As the saying goes, necessity breeds invention. Farmer Roger Barton needed to water his crops, and he needed fuel to run his irrigation system. The trouble came in 2008 when diesel prices reached $4.28 per gallon. (Currently, they’re about $4.12).
So Barton began looking for ways to circumvent the rising costs of keeping his hydraulic center-pivot irrigation system running over his alfalfa. These wheeled sprinkler systems rotate around a central point in the field. This allows for more uniform and controlled watering and is what forms those quilt-like circular crop patterns on the land.
Water comes to Barton’s farm from the mountains via a gravity pressurized pipe at 85 pounds per square inch (psi). But his system only needed a pressure of about 43 psi, and higher pressures sometimes damaged his sprinklers. After consulting with engineers and a pump company, the farmer decided to add a hydro turbine to his gravity flow irrigation system. The extra water pressure powers a turbine which puts the machinery into gear. No diesel required.
Barton’s estimated operating costs are now less than $100 a year. Designed by Redmond Irrigation, the system filters any sand and gravel within the water that might damage the turbine.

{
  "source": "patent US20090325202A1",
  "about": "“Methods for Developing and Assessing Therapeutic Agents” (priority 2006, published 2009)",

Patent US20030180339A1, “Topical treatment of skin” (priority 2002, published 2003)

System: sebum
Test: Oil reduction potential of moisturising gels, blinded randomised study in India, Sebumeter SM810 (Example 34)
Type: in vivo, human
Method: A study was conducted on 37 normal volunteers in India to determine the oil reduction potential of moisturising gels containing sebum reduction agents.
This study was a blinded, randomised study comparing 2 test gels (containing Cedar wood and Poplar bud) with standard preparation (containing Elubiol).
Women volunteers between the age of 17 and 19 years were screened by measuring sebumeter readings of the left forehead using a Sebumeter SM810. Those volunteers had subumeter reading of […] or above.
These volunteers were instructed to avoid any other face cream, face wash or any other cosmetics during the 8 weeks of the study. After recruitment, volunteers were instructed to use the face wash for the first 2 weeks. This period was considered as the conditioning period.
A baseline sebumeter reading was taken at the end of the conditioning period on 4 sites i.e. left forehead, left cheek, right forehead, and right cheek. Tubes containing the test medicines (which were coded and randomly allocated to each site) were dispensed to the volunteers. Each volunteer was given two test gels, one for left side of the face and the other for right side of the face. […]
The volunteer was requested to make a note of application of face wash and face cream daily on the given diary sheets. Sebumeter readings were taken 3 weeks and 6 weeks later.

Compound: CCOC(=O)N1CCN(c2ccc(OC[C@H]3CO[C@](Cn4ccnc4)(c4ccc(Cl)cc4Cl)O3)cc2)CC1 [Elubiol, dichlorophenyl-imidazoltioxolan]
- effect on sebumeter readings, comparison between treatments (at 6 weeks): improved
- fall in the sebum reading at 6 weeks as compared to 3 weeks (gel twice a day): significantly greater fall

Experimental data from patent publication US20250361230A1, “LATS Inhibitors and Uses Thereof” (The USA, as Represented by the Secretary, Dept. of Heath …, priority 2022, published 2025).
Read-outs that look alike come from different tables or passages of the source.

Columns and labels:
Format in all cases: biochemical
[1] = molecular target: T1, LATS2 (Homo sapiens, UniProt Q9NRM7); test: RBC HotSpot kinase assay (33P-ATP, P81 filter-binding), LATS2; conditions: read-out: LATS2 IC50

Ron Francis of the Natural Resources Conservation Service - Utah writes:
Now when the water enters his new system it travels through the vanes of the turbine, causing the turbine to spin and turn a hydraulic pump that pumps hydraulic fluid through gears that turn the wheels, moving the long irrigation boom around the circle. Along the way the water pressure is reduced to about 45 psi, just the right amount to keep it from damaging the sprinkler heads.
“This new system is terrific,” Barton says. “It not only did away with a $3,500 annual fuel bill, but it eliminates emissions from the old motor, avoids storing fuel on the farm and lessens our dependence on foreign sources of oil. I’d say that’s a win-win for everybody.”
But depending on the specifics of farm location, equipment and water needs, the set-up might not be for everybody. As a general guideline, the National Sustainable Agriculture Information Service says the turbine/center pivot combo works well when the available water pressure is 40 more psi than needed by the irrigation system. Barton cautions that new nozzles might be necessary to adjust to the water pressure change and a backup diesel could be useful when moving the pivot around the farm.
For Barton, designing, equipment and installation was $17,000, with an expected payback period of three years or less. Right now in Utah, the Environmental Quality Incentives Program offers to share 65 percent of the costs.
Related on SmartPlanet:
- Checking agricultural water levels from space
- Can U.S. farms produce food without relying heavily on fossil fuels?
- New irrigation system helps farmers conserve water